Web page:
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Syracuse University, College of Arts and Sciences

Reimagining the Core

A&S faculty, students and alumni take a fresh look at key curricular requirements.

Feb. 23, 2022, by Diana Napolitano

group of students-6X4.jpg
(Photo taken prior to the COVID-19 pandemic)

Think how much life has changed in the past few decades. Technology alone has evolved exponentially—flip phones and Myspace, anyone?

To ensure the A&S curriculum is reflecting and responding to this social and cultural transformation, Dean Karin Ruhlandt has charged a cross-disciplinary committee from the College of Arts and Sciences (A&S) | Maxwell School of Citizenship and Public Affairs with a major overhaul of the foundational liberal arts core (LAC), which last took place more than two decades ago.

“As we embark on the important work of reexamining and reimagining the LAC, we’ll be exploring innovative ways to enhance students’ learning, while preparing them to take on longstanding issues such as social justice, climate change and medicine, health, and well-being—some of A&S’ historic areas of academic strength,” Ruhlandt says.

Through the carefully crafted liberal arts core (LAC), students in A&S | Maxwell have a foundational, flexible roadmap of course requirements allowing them to customize their undergraduate studies. The LAC is also used by Syracuse University’s other schools and colleges as a resource in building their own curricular requirements.

The LAC guides students through a range of courses in the humanities, sciences, social sciences and mathematics, so they can develop the timeless—and priceless—tools of critical and creative inquiry, applicable throughout life and in every career. It is intended to assure a consistent academic experience from year to year, and so major revisions are infrequent.

“With the updated core, students will continue to be assured of a top-tier, contemporary liberal arts education—one that reflects our world today and fosters the academic inquiry and ethical compass that are hallmarks of the A&S experience,” says Lois Agnew, A&S associate dean of curriculum innovation and pedagogy. Agnew is also a professor of writing and rhetoric, as well as interim chair of the Department of African American Studies.

As part of their ongoing, broad evaluation of instruction and curricula, leaders in A&S determined in 2020 that an update to the LAC would be appropriate, considering new approaches and developments across academic disciplines and in the larger social, cultural and economic environments.

“Our aim with the new liberal arts core is to provide a comprehensive foundation for the education of ethical, global citizens confidently oriented to the world around them,” says Erin Mackie, LAC committee chair and professor in the Department of English.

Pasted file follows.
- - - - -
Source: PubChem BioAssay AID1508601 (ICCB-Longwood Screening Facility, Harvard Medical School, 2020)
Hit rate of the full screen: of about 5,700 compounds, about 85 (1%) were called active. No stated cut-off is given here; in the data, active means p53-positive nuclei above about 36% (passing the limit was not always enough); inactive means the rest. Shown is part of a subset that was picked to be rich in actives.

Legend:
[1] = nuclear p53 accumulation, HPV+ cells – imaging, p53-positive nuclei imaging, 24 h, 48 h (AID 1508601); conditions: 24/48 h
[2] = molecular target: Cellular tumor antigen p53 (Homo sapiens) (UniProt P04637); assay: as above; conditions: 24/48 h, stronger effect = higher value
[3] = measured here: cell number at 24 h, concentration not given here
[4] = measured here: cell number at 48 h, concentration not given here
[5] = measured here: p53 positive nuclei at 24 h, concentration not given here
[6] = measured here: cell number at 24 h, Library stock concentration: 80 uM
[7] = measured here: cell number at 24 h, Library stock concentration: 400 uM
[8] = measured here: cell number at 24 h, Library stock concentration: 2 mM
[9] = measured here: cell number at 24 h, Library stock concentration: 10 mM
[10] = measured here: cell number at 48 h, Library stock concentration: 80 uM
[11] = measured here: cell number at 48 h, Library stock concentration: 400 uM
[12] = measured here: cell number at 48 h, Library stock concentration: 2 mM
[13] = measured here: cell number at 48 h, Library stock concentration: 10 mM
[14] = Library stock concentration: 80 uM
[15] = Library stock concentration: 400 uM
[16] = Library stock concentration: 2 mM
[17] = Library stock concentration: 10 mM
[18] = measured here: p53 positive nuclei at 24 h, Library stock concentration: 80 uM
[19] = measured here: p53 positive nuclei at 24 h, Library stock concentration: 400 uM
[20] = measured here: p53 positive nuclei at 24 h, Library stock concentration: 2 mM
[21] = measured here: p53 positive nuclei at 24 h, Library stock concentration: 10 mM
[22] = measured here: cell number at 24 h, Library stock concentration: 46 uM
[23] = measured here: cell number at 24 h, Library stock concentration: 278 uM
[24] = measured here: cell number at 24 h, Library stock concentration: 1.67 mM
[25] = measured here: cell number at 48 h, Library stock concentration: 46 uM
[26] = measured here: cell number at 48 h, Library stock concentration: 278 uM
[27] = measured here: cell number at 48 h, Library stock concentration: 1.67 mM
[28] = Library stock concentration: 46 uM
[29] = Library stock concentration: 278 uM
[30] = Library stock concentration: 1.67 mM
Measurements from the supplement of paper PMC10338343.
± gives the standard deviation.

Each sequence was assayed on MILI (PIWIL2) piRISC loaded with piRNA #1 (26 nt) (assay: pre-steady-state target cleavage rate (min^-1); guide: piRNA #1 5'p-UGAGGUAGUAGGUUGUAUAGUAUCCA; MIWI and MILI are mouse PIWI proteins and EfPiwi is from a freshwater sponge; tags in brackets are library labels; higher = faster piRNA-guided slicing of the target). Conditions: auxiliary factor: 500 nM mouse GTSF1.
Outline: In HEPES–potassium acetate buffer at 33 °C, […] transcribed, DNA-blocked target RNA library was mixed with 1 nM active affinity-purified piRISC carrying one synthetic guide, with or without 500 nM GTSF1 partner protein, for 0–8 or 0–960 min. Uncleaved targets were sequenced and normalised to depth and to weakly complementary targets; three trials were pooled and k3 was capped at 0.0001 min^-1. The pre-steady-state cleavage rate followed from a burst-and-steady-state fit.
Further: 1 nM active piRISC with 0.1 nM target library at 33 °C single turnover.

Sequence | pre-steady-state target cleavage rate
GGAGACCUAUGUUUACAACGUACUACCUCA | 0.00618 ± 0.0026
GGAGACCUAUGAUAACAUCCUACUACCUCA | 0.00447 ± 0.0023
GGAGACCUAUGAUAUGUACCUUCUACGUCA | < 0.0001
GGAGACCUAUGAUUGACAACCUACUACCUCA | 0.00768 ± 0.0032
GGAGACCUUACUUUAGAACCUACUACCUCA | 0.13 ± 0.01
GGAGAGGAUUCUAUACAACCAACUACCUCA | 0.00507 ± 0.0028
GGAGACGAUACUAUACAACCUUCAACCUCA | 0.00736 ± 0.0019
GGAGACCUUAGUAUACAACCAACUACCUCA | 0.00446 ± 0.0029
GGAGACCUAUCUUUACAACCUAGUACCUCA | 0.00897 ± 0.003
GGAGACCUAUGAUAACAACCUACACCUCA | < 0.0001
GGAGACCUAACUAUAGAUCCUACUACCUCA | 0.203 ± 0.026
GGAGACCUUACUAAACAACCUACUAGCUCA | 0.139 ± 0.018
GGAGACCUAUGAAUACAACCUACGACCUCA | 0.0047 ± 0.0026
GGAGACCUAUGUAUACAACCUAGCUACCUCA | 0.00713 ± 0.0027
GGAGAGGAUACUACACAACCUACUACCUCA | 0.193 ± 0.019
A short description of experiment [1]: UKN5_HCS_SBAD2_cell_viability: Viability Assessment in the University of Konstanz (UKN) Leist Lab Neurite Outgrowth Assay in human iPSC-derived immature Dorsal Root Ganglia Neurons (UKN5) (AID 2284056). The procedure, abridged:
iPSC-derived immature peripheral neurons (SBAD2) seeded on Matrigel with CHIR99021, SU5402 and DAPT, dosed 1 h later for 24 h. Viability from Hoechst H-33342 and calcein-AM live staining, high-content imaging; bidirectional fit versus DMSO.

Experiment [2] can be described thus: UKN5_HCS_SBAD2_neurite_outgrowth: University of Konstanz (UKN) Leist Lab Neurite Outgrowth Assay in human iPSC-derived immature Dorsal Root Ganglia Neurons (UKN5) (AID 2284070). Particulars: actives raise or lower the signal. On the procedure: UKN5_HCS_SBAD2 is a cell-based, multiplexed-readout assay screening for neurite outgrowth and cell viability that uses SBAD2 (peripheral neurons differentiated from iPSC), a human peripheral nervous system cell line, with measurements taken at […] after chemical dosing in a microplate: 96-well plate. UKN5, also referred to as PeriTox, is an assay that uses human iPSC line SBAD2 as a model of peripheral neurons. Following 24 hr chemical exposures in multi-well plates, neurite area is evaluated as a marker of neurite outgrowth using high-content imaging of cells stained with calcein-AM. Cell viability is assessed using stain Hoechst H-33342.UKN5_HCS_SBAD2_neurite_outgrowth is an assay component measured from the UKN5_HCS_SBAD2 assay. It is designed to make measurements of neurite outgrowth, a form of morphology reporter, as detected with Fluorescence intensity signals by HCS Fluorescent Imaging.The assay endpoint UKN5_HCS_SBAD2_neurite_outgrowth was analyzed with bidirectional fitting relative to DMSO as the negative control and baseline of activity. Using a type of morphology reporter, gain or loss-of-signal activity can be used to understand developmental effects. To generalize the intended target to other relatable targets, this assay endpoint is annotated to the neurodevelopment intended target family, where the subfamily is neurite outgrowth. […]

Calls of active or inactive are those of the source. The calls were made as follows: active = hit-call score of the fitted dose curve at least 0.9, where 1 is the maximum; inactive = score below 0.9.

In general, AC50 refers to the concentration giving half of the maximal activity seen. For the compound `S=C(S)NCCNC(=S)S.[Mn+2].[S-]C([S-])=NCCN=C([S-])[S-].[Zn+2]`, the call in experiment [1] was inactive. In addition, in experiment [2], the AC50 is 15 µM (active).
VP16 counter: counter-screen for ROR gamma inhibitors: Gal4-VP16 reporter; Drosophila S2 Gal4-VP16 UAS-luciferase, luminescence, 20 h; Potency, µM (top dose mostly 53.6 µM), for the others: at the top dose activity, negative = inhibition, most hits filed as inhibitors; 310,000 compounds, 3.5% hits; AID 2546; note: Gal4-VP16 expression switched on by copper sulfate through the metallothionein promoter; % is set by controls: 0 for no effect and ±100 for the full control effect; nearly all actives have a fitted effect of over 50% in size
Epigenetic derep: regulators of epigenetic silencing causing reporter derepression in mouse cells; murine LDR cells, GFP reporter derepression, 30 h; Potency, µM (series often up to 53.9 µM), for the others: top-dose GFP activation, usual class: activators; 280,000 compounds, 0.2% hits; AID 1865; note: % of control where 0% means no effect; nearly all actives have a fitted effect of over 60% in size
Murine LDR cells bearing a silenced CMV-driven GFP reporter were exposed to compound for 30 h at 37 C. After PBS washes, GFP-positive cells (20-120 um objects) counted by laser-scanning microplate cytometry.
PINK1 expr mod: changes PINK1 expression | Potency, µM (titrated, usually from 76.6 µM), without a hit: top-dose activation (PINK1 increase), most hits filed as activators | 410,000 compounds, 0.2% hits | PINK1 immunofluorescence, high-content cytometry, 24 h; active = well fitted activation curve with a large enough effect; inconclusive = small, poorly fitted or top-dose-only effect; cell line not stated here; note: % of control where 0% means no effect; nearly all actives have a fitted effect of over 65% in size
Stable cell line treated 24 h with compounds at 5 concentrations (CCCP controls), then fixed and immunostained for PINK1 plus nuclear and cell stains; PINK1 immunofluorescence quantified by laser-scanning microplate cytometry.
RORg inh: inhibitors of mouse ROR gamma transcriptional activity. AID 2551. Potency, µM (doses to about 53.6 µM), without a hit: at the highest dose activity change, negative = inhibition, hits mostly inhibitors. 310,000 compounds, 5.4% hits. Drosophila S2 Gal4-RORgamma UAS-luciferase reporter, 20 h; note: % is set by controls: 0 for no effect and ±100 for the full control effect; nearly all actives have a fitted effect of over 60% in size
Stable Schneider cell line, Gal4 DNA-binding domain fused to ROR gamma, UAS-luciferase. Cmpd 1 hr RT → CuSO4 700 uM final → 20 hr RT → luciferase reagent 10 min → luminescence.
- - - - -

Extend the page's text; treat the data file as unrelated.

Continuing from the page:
Faculty Representatives

Since last summer, A&S has been working on multiple fronts to review and refresh the LAC requirements for a new generation of students.

A committee with representatives from the humanities, science/math, and social sciences, is evaluating the current liberal arts core and will be recommending changes, with a draft proposal anticipated later this semester. Students will have an opportunity to review and comment on the draft.

Members of the Committee

Humanities:

  • Erin Mackie (ENG), Chair
  • Luvell Anderson (PHI)
  • Theo Cateforis (AMH)
  • Jeanette Jouili (REL)

Sciences:

  • Jay Hubisz (PHY)
  • Robert Moucha (EES)
  • Leonard Newman (PSY)
  • Melissa Pepling/Scott Erdman (BIO)

Social Sciences:

  • Alan Allport (HIS)
  • Peter Castro (ANT)
  • Margarita Estevez-Abe (Political Science)
  • Azra Hromadzic (ANT)

Timeline of Work

  • Spring 2022: Core curriculum proposal draft will be shared with faculty and students for feedback.
  • Fall 2022: Core curriculum proposal will be submitted to the Curriculum Committee.
  • Spring 2023: Core curriculum in place, if approved.

Alumni Sharing Their Experiences
In addition to input from faculty and students, alumni are also contributing to the reimagining of the liberal arts core. Over the past year, the College has hosted more than 25 virtual roundtables where alumni share their opinions on what liberal arts students need to succeed today.

“A&S alumni consistently acknowledge the importance of their liberal arts education in their careers and their lives,” notes John Quigley, A&S’ assistant dean for advancement. “They’re successful in a wide range of fields including health care, government, education, finance, communications and law,” he continues. “Their feedback is incredibly relevant and insightful.”

While feedback is still being collected, alumni comments centered around some recurrent themes, including:

  • The liberal arts core needs to emphasize communication, analytical and problem-solving skills.
  • It should promote experiential learning and entrepreneurial thinking.
  • The liberal arts need to offer flexibility and breadth in academic programs.
  • Diversity, equity, and inclusion—including cross-cultural competencies and social justice—should be a focus.

“Through the liberal arts—that powerful combination of humanities, sciences, math and social sciences—our students are equipped with the intellectual heft, ethical thinking and interpersonal skills to take on whatever the future holds,” says Karin Ruhlandt, dean of the College of Arts and Sciences. “I am grateful to the members of the committee for updating the Core while staying true to those values, and I look forward to seeing their recommendations.”

For more information about the LAC revision, contact Professor Mackie.